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Close Reading: Chuck Close and the Artist Portrait Hardcover – November 1, 2005

4.5 out of 5 stars 2 customer reviews

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Editorial Reviews

From Publishers Weekly

"Inspiration is for amateurs," according to Chuck Close, one of the most influential and pioneering figurative painters of our time, because "waiting around to be hit on the head by a lightning bolt, you get nothing done.... Ideas flow out of the working process, out of what you have already done." Friedman, former director of the Walker Art Center and longtime friend of Close, offers revealing details of the artist's life including excerpts from personal conversations between the two (friends for nearly four decades), an examination of how Close perfected the technique for his epic-scale portraits and discussions with 10 distinguished artists (and Close subjects) including Jasper Johns, Franceso Clemente and Kiki Smith. Using accessible prose, Friedman offers personal glimpses into everything from the atmosphere of Close's studio (a simply furnished, relaxed setting punctured by many interruptions from the outside world) to his blunt reaction to critics' attempts to understand the psychology behind his self-portraiture. "Close grandly finesses the personal issue by maintaining that all of his paintings, irrespective of their subjects, are in essence self-portraits," writes Friedman, who clearly has his doubts. This thoughtful and engaging tome on one of America's most influential and most collectable artists is a must-read for the collector, casual devotee and student.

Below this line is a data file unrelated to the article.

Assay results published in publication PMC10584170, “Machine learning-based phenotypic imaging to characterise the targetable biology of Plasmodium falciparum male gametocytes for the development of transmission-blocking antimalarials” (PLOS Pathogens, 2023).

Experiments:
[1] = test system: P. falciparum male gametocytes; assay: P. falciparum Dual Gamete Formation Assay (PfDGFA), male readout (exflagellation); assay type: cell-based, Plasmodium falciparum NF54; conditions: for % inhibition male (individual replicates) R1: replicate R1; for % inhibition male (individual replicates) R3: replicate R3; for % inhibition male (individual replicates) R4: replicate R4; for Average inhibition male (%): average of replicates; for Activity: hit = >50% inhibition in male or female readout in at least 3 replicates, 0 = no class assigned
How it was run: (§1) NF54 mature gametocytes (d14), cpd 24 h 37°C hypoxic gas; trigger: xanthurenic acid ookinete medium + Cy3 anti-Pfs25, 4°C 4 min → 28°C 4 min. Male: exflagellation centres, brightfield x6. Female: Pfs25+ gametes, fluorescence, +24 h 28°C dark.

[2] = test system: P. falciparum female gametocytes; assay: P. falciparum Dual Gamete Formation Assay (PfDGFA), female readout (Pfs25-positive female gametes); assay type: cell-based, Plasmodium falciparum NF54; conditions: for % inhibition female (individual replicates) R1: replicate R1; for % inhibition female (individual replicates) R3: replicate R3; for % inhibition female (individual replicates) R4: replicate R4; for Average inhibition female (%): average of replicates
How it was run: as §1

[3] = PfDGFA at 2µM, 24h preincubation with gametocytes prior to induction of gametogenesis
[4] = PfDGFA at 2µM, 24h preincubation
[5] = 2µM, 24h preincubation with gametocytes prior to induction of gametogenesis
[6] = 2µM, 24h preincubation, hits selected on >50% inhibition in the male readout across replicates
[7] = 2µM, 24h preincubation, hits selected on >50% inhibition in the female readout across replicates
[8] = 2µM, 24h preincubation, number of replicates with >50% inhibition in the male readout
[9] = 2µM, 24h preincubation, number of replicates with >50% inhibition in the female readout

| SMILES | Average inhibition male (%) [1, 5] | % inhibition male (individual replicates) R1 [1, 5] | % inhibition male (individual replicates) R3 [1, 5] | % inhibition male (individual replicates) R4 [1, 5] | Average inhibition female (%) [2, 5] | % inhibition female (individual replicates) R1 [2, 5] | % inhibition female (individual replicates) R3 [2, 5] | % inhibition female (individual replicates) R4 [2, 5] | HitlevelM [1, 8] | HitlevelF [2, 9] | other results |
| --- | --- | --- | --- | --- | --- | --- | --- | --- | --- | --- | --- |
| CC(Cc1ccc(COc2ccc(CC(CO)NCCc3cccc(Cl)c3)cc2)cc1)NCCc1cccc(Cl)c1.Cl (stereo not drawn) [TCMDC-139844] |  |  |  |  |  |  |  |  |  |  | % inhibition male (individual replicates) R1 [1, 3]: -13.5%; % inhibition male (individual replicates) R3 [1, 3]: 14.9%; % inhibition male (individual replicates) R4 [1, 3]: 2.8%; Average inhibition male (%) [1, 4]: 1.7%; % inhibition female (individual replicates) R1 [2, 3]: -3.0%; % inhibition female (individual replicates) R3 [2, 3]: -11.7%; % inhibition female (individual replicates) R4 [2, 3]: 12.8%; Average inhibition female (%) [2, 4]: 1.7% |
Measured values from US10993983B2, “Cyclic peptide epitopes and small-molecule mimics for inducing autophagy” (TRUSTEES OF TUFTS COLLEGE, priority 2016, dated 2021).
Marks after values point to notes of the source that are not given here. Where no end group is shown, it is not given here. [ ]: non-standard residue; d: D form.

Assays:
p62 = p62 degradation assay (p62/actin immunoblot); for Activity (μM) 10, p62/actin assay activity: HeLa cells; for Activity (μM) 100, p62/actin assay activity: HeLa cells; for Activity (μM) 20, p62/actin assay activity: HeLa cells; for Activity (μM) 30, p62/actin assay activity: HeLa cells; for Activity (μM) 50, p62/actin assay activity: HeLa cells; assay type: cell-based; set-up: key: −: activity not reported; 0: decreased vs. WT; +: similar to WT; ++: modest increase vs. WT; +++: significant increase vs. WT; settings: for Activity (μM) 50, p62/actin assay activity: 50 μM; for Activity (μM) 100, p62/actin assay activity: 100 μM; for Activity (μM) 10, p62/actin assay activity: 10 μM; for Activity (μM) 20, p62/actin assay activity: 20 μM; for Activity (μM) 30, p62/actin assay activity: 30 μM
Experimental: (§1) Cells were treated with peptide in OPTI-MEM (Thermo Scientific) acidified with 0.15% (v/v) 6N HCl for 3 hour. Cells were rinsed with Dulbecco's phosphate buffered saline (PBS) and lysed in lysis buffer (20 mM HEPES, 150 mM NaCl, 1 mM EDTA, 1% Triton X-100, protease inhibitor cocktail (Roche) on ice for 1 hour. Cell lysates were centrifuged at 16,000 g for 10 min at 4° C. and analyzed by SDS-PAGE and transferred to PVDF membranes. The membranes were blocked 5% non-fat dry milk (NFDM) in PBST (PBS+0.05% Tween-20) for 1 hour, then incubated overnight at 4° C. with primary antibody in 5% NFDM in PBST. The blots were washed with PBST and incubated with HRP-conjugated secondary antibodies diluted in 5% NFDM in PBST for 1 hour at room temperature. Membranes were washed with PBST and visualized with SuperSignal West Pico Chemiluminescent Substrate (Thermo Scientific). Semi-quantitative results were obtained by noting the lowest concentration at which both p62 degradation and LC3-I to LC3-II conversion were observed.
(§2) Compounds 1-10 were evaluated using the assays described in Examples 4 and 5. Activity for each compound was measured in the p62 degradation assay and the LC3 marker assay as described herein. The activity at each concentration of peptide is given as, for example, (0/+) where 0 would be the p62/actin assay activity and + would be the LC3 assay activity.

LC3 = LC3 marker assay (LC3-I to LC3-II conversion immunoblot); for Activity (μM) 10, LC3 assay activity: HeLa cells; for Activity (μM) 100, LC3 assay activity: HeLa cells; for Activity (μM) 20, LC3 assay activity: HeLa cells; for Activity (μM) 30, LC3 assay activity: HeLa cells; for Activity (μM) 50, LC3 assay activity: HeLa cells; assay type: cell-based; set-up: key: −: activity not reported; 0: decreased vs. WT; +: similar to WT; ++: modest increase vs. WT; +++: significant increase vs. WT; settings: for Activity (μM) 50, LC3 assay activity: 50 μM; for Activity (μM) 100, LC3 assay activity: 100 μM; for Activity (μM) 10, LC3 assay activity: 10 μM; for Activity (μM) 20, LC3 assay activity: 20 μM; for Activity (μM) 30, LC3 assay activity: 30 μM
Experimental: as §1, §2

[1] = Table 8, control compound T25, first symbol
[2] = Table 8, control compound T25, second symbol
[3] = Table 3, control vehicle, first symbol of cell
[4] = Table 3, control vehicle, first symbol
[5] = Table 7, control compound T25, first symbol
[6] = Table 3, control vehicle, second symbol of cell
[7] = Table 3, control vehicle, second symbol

Copyright © Reed Business Information, a division of Reed Elsevier Inc. All rights reserved.

About the Author

Martin Friedman has served as a guest curator and advisor to a number of art museums since retiring as director of the Walker Art Center in 1990. During his more than 30-year tenure at the Walker, Friedman built a major collection of paintings and sculptures, created the world-famous Minneapolis Sculpture Garden adjacent to the museum, and originated numerous exhibitions of contemporary art. His friendship with Chuck Close goes back to 1969 when he acquired the now-iconic Big Self-Portrait from Close for the Walker's collection. In 1980 the museum organized the first Close retrospective, and in the mid-1990s Friedman began a series of discussions with the artist, out of which this book grew. He lives in New York.
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Product Details

  • Hardcover: 344 pages
  • Publisher: Harry N. Abrams (November 1, 2005)
  • Language: English
  • ISBN-10: 0810959208
  • ISBN-13: 978-0810959200
  • Product Dimensions: 7.8 x 1.5 x 10.2 inches
  • Shipping Weight: 3.6 pounds
  • Average Customer Review: 4.5 out of 5 stars  See all reviews (2 customer reviews)
  • Amazon Best Sellers Rank: #1,826,846 in Books (See Top 100 in Books)

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By Grady Harp HALL OF FAMETOP 100 REVIEWERVINE VOICE on November 21, 2005
Format: Hardcover